Christmas party cake pops

When I left work just before Joel was born, my very thoughtful colleagues (read: friends) bought me an amazing gift – a cookery book all about cake pops and a cake pop silicone mould. Now, I’d heard of cake pops, via a few blogs by other mums, but I’d not got round to figuring out how to make them myself. If you’re not sure what a cake pop is, as I wasn’t when I first saw the words mentioned on a blog, it’s basically a cross between a cake and a lollipop – a small piece of sponge cake on a stick. Traditionally (can an idea so new be called traditional?!) cake pops are balls, but you can be more creative and make various shapes – the key is that they are bite-size, so they look really cute. The book I was given is called Pop Party, and it tells you how to make some incredible looking cake pops that would be fantastic for kids’ (or adults’!) parties. For example there are various animal designs, balloons, mini hot-dogs, mini tiered cakes, to name but a few.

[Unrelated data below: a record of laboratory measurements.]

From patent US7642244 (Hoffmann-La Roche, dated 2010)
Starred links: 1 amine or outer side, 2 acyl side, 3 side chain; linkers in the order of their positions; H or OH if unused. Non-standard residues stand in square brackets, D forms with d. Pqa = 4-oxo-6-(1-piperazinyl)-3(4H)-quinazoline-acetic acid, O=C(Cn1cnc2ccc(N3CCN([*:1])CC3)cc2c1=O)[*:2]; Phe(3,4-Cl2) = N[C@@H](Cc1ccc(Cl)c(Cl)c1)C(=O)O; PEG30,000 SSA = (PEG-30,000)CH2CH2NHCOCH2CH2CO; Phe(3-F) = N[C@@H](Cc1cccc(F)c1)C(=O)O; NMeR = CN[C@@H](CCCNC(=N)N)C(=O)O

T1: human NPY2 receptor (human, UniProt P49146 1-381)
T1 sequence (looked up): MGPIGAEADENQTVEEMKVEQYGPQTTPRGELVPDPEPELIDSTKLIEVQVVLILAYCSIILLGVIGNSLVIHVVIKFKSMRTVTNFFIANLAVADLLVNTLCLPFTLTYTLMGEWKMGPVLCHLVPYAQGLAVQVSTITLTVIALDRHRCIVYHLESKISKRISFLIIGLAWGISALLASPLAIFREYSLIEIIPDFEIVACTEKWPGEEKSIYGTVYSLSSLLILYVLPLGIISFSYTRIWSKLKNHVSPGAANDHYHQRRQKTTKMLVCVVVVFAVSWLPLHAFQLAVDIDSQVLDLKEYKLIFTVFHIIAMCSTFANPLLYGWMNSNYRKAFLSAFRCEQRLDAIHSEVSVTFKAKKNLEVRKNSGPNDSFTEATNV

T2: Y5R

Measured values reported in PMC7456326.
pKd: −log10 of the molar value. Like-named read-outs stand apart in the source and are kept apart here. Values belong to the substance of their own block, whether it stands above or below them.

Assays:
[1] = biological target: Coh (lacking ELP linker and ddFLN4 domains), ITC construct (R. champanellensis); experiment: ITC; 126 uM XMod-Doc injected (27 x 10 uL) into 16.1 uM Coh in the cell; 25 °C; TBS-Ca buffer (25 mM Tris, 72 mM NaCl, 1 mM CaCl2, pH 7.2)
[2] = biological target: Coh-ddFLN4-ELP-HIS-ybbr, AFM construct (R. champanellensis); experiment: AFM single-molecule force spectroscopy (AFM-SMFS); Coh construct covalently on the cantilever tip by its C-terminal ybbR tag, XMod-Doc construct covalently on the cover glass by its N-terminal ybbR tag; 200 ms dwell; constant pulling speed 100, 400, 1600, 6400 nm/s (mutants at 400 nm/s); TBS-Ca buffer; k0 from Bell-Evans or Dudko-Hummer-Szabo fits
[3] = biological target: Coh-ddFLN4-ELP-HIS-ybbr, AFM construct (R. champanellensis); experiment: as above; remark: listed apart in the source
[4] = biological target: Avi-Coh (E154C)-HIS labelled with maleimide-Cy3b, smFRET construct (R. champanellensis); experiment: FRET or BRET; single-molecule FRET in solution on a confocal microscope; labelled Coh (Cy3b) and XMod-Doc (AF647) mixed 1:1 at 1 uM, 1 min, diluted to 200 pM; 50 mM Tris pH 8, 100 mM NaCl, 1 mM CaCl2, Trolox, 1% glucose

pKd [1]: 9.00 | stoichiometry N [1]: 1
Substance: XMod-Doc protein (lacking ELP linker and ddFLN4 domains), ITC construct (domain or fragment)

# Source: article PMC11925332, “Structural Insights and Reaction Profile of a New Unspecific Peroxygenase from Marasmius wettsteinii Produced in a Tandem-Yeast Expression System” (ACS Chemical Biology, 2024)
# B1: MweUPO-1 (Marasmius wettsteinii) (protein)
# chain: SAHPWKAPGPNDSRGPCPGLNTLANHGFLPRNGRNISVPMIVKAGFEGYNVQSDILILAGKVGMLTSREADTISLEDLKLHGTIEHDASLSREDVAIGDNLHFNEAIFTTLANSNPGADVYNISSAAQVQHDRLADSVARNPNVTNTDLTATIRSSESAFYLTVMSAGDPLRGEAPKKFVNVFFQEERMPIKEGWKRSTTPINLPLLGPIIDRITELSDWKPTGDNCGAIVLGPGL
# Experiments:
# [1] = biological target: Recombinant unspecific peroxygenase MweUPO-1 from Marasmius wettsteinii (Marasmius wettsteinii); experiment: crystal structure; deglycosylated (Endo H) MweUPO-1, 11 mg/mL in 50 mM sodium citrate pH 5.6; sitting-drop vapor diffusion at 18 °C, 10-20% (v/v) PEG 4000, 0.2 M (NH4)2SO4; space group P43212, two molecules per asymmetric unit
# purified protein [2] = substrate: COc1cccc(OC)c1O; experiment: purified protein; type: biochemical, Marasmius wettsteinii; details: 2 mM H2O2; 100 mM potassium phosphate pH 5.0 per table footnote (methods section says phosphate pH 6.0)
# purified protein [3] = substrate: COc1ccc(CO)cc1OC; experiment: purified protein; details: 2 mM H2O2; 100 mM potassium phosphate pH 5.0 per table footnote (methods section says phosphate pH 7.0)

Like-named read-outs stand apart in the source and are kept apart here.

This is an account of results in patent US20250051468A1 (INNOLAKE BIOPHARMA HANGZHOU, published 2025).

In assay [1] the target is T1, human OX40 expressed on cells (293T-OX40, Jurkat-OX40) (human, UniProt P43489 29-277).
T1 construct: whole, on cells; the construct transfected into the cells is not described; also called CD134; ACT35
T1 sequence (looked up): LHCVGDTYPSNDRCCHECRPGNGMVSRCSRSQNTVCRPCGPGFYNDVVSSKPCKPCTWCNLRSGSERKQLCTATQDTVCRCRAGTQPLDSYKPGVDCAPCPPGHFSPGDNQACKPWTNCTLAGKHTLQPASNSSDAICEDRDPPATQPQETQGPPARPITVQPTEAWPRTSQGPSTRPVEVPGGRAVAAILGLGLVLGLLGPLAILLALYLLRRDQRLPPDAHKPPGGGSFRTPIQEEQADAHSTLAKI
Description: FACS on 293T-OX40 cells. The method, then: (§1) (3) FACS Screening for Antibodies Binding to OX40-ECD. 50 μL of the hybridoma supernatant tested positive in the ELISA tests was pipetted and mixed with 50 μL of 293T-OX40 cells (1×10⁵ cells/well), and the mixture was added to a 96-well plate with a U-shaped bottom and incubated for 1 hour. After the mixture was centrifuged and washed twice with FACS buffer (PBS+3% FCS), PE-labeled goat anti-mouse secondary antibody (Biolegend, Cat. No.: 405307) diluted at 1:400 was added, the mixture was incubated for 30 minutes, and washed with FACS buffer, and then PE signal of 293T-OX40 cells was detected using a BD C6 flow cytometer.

This present has inspired me to have a go at cake pops, though I thought I’d start with something simple rather than going for a fancy design from the book just yet. To make the fancy designs, or balls for that matter if you don’t have a mould to cheat with, you make cake pops by baking a big sponge cake, breaking it up and mixing it with cream cheese, and moulding the stiff mixture into whatever shape you want. Then you can decorate with various icings and colours to create the final design on a stick.

My main reason for having a go at pops this week was that Andrew is going with Daddy to a Christmas party tomorrow that requires him to take some food to share. I thought Christmassy decorated cake pops would be perfect for little mouths to munch on, and the kids would love holding the stick. The mould I was given came with reusable sticks, but since I knew I wouldn’t be likely to get them back in the chaos of a children’s party, I used disposable drinking straws instead for sticks. There were 2 designs: a plain sponge dipped in white chocolate and purple glitter sugar; a red-coloured sponge dipped in milk chocolate and snowflake sprinkles.

Here’s the recipe, for which you’ll need a silicone pop mould (rather than the method of remoulding sponge cake using cream cheese).